In addition to the experimental investigation, new statistical methods were applied to determine the optimum parameters, i.e., to reduce the number of the experiments [21–23]. In this approach, Paventhan et al. [21] used Response Surface Methodology (RSM) as a statistical approach to optimize the welding parameters for achieving an optimum tensile strength of AA6082 alloy to AISI 304 austenitic stainless steel joints. Pachal et al. [22] used Taguchi Experiment Design Technique to optimize welding parameters for maximizing tensile strength of friction welding AA 6061 Al alloy to AISI 304. Mathiazhagan et al. [23] developed an empirical relationship between the welding parameters and the tensile property of the welded AA 6063 Al alloy and AISI 304, using the RSM technique and the Adaptive Neuro-Fuzzy Inference System (ANFIS) technique.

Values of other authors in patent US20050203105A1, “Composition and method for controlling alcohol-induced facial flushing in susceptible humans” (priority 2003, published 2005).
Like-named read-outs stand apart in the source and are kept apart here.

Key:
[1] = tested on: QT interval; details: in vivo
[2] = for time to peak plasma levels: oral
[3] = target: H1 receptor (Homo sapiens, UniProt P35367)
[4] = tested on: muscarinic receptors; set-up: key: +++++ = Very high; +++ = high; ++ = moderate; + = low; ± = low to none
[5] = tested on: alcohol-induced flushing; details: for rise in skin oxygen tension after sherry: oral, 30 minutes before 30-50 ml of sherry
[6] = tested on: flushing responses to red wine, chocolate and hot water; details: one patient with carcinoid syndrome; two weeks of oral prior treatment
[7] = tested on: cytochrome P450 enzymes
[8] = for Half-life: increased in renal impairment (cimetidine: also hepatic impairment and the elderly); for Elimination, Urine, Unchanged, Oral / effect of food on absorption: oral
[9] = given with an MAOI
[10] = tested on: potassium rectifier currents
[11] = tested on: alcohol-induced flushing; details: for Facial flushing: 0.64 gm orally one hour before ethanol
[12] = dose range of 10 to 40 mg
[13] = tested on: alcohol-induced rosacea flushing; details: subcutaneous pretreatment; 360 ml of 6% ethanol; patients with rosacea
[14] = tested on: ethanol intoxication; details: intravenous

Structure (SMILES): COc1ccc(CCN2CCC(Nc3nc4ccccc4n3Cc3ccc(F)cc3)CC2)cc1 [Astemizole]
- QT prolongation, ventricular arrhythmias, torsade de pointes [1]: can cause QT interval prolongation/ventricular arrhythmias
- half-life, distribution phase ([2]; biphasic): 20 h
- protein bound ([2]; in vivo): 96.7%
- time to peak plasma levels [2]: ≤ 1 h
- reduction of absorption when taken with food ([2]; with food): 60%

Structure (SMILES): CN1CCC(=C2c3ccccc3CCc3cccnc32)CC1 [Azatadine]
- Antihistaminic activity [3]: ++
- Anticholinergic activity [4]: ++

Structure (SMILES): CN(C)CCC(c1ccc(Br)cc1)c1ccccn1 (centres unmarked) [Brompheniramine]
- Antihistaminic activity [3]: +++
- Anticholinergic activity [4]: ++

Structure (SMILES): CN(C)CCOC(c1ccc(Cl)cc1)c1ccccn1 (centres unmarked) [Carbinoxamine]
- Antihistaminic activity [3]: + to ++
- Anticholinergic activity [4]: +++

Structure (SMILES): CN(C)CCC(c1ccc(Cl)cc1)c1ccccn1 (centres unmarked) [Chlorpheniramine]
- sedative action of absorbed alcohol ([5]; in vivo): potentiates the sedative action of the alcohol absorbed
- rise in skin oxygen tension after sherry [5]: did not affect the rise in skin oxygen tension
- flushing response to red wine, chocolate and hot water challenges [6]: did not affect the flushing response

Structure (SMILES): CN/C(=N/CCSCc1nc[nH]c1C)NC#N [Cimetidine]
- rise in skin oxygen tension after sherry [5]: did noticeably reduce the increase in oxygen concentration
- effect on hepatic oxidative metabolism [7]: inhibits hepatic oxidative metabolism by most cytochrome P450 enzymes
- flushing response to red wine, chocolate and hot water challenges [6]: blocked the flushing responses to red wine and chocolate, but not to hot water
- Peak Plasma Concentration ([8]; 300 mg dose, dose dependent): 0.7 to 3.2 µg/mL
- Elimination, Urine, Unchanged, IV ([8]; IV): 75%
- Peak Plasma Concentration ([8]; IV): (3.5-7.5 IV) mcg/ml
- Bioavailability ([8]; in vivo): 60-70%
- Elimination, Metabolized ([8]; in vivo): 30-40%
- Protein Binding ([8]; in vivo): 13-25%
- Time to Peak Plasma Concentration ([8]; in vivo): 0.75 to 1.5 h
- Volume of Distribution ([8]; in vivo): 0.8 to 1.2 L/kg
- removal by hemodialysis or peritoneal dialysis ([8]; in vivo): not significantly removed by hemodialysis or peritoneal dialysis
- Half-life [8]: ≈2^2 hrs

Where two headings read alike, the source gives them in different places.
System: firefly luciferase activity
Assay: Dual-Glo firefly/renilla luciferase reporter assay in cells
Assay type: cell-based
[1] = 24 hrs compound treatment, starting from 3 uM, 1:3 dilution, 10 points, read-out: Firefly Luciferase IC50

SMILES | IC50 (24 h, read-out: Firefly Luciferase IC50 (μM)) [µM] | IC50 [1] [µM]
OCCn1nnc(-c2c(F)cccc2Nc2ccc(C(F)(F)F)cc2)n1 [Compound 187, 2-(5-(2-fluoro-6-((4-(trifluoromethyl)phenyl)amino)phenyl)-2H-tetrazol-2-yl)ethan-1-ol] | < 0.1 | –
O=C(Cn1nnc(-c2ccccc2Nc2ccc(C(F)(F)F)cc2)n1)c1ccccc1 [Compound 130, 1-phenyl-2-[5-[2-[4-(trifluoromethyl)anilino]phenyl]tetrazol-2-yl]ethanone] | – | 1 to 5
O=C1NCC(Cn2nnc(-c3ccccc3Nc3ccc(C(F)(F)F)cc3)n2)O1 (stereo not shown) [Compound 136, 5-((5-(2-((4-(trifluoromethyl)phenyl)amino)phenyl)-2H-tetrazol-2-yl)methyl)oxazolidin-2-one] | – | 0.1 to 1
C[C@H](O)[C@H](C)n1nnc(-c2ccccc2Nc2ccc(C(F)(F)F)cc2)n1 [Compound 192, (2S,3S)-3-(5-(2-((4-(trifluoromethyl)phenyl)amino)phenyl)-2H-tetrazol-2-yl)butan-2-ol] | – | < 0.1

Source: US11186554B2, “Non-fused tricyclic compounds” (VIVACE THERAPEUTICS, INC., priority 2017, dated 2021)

In this study, an attempt was made to optimize friction welding parameters for achieving optimum mechanical properties such as tensile strength and hardness of welded AA1100 aluminum alloy to mild steel, using the Response Surface Methodology (RSM) and statistical software as Design Expert. In addition, some joints were characterized by scanning electron microscopy (SEM) and energy dispersive X-ray spectroscopy (EDS).

2 Experimental procedure

2.1 Welding process

The materials used in this experimental work were aluminum AA1100 and mild steel. They were cylindrical rods with 12 mm in diameter and 70 mm in length, as shown in Fig. 3. Table 1 presents the chemical compositions of these two dissimilar materials determined by X-ray fluorescence (XRF) technique.

Figure 3.
Figure 3.

Macrographic view of AA1100 aluminum alloy and mild steel specimens before welding

Citation: International Review of Applied Sciences and Engineering IRASE 11, 1; 10.1556/1848.2020.00005

Table 1.

The chemical composition of aluminum and steel rods (wt%)

MaterialsCSiSPMnCuMgZnFeAl
AA 11000.570.040.010.530.020.2398.6
Mild Steel0.390.280.030.030.90.1498.20.03